Friendship over fairness – OR – Fairness over friendship
I speak my mind about other people’s lives – OR I am withdrawn and somewhat ambiguous in my communication
I am determined in times of hardship – OR – I withdraw and am demotivated when faced with hardship
What you learn: The Enneagram results give you insight into how the candidate is likely to approach interpersonal relationships in the workplace.
The results of the TestGorilla Enneagram test will give you tips on how to best communicate with each personality type, and will also give you suggested behavioral interview questions to best assess how the candidate may approach certain situations.
What it tests: The DISC test measures candidates on their temperament and behavioral style. This personality categorizes a candidate’s emotional expression into four categories:
D – Dominance: The candidate is confident and results oriented
I – Influence: The candidate is relationship focused
S – Steadiness: The candidate is calm, cooperative, and dependable
C – Conscientiousness: The candidate is quality and detail oriented
A candidate can either clearly sit within one category, or can be a combination of two adjacent categories.
Test format: The DISC test asks candidates to perform a self evaluation on 48 different personality statements. For each question, the candidate rates the statement from 1 (very accurate) to 5 (very inaccurate) with reference to their own personality.
Example personality statements include:
I put people under pressure
I joke around a lot
I hesitate to criticize other people’s ideas
I am emotionally reserved
What you’ll learn: Knowing a candidate’s main trait can help you understand and predict their behavior. It can also help you tailor your communication style to best suit them, allow you to predict how well they may collaborate with or challenge your existing team, or give you insights to ask how they may be motivated in their role.
The TestGorilla DISC test results for a candidate will also provide you with tips for communicating with them and suggested interview questions.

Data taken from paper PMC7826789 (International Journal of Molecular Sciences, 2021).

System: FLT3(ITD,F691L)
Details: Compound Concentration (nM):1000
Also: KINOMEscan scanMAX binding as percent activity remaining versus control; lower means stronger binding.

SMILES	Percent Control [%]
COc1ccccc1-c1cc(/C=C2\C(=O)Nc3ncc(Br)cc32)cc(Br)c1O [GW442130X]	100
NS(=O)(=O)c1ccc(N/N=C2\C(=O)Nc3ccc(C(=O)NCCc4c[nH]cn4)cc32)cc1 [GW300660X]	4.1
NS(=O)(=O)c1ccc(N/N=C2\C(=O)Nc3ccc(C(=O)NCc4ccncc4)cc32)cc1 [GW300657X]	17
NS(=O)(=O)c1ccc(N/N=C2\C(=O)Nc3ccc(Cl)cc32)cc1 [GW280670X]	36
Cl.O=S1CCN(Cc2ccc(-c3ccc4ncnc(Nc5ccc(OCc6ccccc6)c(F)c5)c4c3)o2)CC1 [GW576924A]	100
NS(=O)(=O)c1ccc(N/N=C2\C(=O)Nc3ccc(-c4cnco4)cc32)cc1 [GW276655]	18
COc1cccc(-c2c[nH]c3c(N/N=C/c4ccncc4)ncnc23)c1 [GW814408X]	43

Check out a sample DISC personality test here.
The Big 5 (OCEAN) test is based on the five-factor model (FFM) theory, an empirical-based theory in psychology that posits five broad trait dimensions or domains as the basis of different personalities. It is most reliable in a learning and development context post-hiring.
What it tests: The Big 5 test evaluates a candidate’s openness, conscientiousness, extroversion, agreeableness, and emotional stability.
Openness to experience ranges from inventive and curious to consistent and cautious.
Conscientiousness ranges from efficient and organized to extravagant and careless.
Extraversion ranges from outgoing and energetic to solitary and reserved.
Agreeableness ranges from friendly and compassionate to challenging and callous.
Neuroticism ranges from sensitive and nervous to resilient and confident.
Test format: The OCEAN test leads test-takers on a self-evaluation of their behavior by asking them to score various statements on a scale from 1 (very inaccurate) to 5 (very accurate). The score candidates provide for each statement places them on one of five possible positions on the spectrum of each factor.
The nature of the test structure is best suited to evaluating the compositions and dynamics of existing teams for learning and development and growth purposes, rather than for candidates applying to join teams.
What you’ll learn: The results of this test provide insights into the test-taker’s position on each factor and describe the personality traits that characterize their behavior. They also provide insight into their strengths and opportunities for improvement, and how they relate to others.
Check out a sample OCEAN personality test here.
Here’s an easy action plan for adding personality testing to your hiring process.
1. Choose the most relevant test for the role – Consider which personality test most gets at the questions you’d like to ask of your candidates. For example, if you’re interested in gauging employee integrity and a candidate’s temperament, you would issue the DISC test, but if you were more interested in their interpersonal style, you could give them the Enneagram test.
2. Create an assessment for the role – Put a complete pre-employment assessment together for the role, including:
A personality test
A culture fit test
A language test (if necessary)
A situational judgment test